Babies grow in the mommy's uterus to make her tummy big and then come out of her vagina. They easily understand that babies grow in mommy's tummy because they've seen pregnant women or pictures of mommy when she was pregnant with them. Actually using the words "uterus" and "placenta" can be a way to make "mommy's tummy" a thing that they can actually see on an anatomy chart and start to understand how it works. When looking at a diagram like the one below, it's fairly self-explanatory that the vagina is the exit for the baby.
Both boys and girls have anuses, that's an easy similarity. And poop is always funny with little boys. So are farts. This is an easy one and often gets them off topic if you're looking for an exit from the conversation.
The trickier part, perhaps, is the part you have to figure out for yourself. Understanding your own personal philosophies about sexuality and what you wish to teach about the relationship part of it is a more personal choice for parents. It's kind of important that we all do our work to know what is true for us (not just passing forward the hang-ups we were given) and start thinking about how we can convey our own message.
The anatomy and function is the easy part. That part doesn't really change no matter how we feel about it!
When kids start asking more questions about the specifics than what you're prepared to answer (like my oldest trying really hard to get me to explain the entire method in which the sperm gets from daddy to mommy within a few months after baby brother was born), I go for a few different options.
1. If possible, I go for more information than necessary and make it super scientific and boring. For example: "Mommy, can I see what a vagina looks like?". I say, SURE!! And show them this picture:
or another one from Pelvic Guru's Pelvic Anatomy Resource
It's accurate, honest, and entirely boring and usually ends questioning in our household.
2. Go with an answer that just flat out admits, "Yes. You are right. There's more to the story, but you have to be at least ____ years old to learn that part. Stay tuned!" We did that at age 4. then he asked again at 6 and could tell me the whole process with only that one tiny detail left out and really wanted to know how it happened. We pulled up the anatomical pictures (like the one above) of the female pelvis and one of the male pelvis and I let him figure out from what he knows of his own body and what he's learned of the fertilization process and he figured it out without much prompting. Then he realized that it meant that two grown ups had to have their pants off in close proximity to each other and started cracking up. "That's so weird!!!". Yup. It is. Only adults do such weird things, son. You don't have to worry about it for a very long time.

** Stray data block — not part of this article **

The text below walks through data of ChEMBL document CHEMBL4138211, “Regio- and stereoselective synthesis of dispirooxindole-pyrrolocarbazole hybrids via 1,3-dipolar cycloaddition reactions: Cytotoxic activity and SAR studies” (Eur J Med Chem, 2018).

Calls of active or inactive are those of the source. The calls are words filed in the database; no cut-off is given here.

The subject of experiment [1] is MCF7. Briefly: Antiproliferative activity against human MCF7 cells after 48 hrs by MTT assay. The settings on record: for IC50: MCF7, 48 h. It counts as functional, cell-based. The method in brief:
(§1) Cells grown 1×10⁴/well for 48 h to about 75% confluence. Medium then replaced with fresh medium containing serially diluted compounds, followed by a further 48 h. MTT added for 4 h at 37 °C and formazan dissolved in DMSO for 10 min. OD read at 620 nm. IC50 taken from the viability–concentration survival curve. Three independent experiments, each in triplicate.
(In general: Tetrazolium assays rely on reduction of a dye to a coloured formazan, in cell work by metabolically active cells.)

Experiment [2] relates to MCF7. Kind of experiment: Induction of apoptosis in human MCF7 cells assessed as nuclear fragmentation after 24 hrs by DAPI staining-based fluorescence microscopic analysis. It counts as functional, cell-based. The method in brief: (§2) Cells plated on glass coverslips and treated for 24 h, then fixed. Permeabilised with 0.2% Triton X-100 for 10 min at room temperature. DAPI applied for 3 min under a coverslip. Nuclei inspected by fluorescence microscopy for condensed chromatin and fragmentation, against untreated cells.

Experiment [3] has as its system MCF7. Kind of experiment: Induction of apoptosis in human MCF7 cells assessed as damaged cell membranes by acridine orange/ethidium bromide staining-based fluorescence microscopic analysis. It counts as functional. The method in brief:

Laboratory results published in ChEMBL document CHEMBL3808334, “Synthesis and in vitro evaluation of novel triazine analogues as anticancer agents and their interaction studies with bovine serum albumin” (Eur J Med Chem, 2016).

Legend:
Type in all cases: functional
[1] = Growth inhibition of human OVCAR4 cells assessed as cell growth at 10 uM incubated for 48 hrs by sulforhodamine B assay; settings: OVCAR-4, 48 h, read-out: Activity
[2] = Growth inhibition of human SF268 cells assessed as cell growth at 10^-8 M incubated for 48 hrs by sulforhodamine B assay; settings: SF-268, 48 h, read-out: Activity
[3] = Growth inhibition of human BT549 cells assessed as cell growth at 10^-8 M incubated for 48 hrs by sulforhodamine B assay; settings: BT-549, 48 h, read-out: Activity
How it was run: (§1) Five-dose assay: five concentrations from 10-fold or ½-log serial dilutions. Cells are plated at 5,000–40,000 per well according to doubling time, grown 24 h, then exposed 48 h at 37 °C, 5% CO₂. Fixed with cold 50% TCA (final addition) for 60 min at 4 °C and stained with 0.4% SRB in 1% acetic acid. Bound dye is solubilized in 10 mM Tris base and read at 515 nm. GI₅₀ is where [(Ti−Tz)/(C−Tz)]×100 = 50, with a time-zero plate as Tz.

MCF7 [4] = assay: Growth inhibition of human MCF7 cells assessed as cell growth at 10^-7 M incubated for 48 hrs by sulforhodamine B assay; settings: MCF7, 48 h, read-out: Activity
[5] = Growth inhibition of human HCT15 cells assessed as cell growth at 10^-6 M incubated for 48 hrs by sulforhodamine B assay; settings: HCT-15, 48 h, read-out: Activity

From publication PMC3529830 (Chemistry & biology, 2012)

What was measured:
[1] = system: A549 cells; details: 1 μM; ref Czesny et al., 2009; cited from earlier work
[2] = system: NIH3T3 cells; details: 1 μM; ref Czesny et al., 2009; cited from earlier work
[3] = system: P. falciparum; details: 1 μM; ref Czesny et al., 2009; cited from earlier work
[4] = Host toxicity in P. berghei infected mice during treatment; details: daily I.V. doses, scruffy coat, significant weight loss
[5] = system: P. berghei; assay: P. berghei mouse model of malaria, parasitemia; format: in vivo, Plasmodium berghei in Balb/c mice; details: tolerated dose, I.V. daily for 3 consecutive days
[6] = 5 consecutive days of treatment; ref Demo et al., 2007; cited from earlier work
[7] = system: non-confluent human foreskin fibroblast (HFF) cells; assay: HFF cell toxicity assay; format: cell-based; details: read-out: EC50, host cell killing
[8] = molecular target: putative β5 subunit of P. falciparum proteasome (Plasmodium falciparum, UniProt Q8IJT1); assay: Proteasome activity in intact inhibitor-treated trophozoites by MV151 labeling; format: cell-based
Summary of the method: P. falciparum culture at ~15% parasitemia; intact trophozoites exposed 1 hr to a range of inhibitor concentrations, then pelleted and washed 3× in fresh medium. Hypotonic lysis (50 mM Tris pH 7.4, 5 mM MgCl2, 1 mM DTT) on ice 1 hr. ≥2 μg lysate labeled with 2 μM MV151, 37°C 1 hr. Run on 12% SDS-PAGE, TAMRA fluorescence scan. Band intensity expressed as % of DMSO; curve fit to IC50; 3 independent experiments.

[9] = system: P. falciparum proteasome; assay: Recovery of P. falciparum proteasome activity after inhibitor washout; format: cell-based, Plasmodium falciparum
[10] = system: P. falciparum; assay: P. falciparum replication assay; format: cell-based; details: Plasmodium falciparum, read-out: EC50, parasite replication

3. I find a way to segway into talking about the amazingness of another body system, like digestion… which creates poop… and poop is always a crowd pleaser in our house.
Educate yourself so you'll be prepared for the questions kids ask. Remember, this isn't dirty stuff. If you can talk about how blood flows through the body or how air goes in and out of our lungs, you can talk about how mammals' reproductive systems work. If they ask questions that are pretty detailed, ask them how they came up with that question to see where they are coming from to better steer what type of an answer is needed in the situation. It's so good for them to get the right info from you before they get the wrong info somewhere else.
More resources for talking to your kids about sex:
www.scarleteen.com For every question you could image your kid asking about sex/gender/relationships/periods/anything. It's a great resource to give your teen kiddo.
http://www.plannedparenthood.org/parents/talking-kids-about-sex-sexuality This has some good suggestions and little videos with some stats on why it's important to be able to talk to your kids about sex.
http://www.betterhealth.vic.gov.au/bhcv2/bhcarticles.nsf/pages/Sex_education_primary_school_children For more information on talking to primary school kids about sex and what to address and when.
http://www.tulsakids.com/January-2012/Age-Appropriate-Books-to-talk-to-your-Kids-about-Sex/ I have not read any of these books, but if this is something you are looking for, there are some nice suggestions of some books to check out for little kids.